After two or three days you should find your cat is happy to come to you when you go in and sit on the floor and talk to it. Starting to play with your cat now helps the bonding process further. Introduce your cat to a few toys and grooming brushes, let them smell and examine them before using them. A toy mouse on a string pulled across the floor is a favourite, and you can begin grooming with a few brush strokes to start with.

Cat Exploring

Once your cat is comfortable in their room and is happy with your visits, give them the opportunity to explore more of your house. Leave the door to their room open so they can retreat at any time back into it. Ensure all windows and external doors are closed before you attempt this. Let your cat come out of their room of their own accord. Preferably at a quieter time, and keep any other pets out of the way for now.

Time To Meet The Family

By now a week could have gone past, and you and your furry friend are getting along well. But you keep hearing “What about us” from the rest of the family. The time has come, and no doubt your cat will have lisened to these unknown persons anyway, to make the intrductions. Basically, it is the same process you followed, and acceptance should be quicker as you will be making the intrductions and reassuring your cat. Again, let your cat come to them, introduce them one at a time, so they don’t get overwhelmed. If there are children try not to let them get too excited and to talk to the cat softly, we know, almost Mission Impossible, and best not to pick up the cat just yet.

Follow this through for a few days, letting the cat go to them, speaking softly to it and a few tickles and strokes. By the end of the second week, you should start to see your cat nosing around your house and greeting the rest of the family.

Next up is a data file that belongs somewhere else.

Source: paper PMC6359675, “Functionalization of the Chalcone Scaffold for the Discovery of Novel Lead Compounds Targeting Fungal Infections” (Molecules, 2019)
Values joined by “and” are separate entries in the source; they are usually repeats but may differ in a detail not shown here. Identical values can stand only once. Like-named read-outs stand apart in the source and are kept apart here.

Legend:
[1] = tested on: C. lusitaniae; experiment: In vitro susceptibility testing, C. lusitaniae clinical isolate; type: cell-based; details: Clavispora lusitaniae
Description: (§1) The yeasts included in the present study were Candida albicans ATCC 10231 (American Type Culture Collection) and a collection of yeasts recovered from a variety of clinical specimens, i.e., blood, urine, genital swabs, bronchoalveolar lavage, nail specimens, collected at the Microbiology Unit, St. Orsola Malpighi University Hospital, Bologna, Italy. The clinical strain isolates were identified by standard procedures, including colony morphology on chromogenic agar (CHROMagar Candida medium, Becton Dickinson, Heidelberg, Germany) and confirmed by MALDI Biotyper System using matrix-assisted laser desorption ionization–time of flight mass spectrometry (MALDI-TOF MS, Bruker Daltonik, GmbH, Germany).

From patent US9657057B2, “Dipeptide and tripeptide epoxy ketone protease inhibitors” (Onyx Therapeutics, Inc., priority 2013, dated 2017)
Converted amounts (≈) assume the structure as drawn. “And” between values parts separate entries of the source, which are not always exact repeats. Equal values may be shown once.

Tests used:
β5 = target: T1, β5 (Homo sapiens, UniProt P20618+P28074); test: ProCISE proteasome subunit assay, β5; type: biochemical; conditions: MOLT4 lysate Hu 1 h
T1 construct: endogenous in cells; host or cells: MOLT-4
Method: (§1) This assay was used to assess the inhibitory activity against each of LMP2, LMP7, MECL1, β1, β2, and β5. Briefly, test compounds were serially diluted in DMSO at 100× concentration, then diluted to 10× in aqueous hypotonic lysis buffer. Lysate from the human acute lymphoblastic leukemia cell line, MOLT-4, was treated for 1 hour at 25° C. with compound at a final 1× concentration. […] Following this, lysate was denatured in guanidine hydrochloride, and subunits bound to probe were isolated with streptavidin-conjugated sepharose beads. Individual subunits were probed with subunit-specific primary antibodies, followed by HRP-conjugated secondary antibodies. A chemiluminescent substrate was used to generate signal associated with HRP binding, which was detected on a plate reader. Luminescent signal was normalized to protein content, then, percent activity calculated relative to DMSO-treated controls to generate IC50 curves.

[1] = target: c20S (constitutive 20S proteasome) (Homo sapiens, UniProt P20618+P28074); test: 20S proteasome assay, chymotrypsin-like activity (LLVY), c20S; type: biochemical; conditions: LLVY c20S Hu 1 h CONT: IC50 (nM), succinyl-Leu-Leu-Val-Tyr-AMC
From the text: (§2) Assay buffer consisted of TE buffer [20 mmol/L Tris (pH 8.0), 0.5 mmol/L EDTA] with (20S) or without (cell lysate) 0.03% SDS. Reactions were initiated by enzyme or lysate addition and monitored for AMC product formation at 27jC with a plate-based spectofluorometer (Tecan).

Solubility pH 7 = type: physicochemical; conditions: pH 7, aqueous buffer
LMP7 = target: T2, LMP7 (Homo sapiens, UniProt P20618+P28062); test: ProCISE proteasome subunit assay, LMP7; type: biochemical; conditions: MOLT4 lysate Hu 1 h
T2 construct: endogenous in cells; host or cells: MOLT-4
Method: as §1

The Great Outdoors!

If you’re re-homing an outdoors cat, wait for at least two/three weeks before letting them out. It would be best if you now had your cat into a feeding routine so they know at what time of day they can expect to be fed. This is very important for an outdoor cat because when you first let them out it should be before a meal so that they have reason to come home soon. Allow them to explore the garden for a while before encouraging them back with a treat/meal. Gradually increase the time between when you let your cat out and mealtime throughout the week.


Start a file and include registration/contact details for your cat with a local vet for annual vaccinations and checkups. Note the cat’s collar ID tag registration details, Tag ID number and contact details. File the Microchip registration details, number and contact details. Keeping up to date this one little file will save you a lot of panic/distress if your cat is ill or lost.

You can also keep details of your cat’s breed, pictures, details of special moments, anything about your cat actually.

A Happy Life With A Cat
Your family and the new furry family member will by now have happily settled down. We guarantee you will never be short of a story to tell at a dinner party, never have an empty picture frame, never be short of a smile or laugh, even if it is at the cat’s expense and have so many treasured memories for the rest of your life.

adopting a cat - very happy cat

Cat Supply Checklist
  • Premium-brand cat food
  • Food dish
  • Water bowl
  • Interactive toys
  • Brush
  • Comb
  • Safety cat collar and ID tag
  • Scratching post or scratching pad
  • Litter box and litter
  • Cat carrier
  • Cat bed or box with warm blanket or towel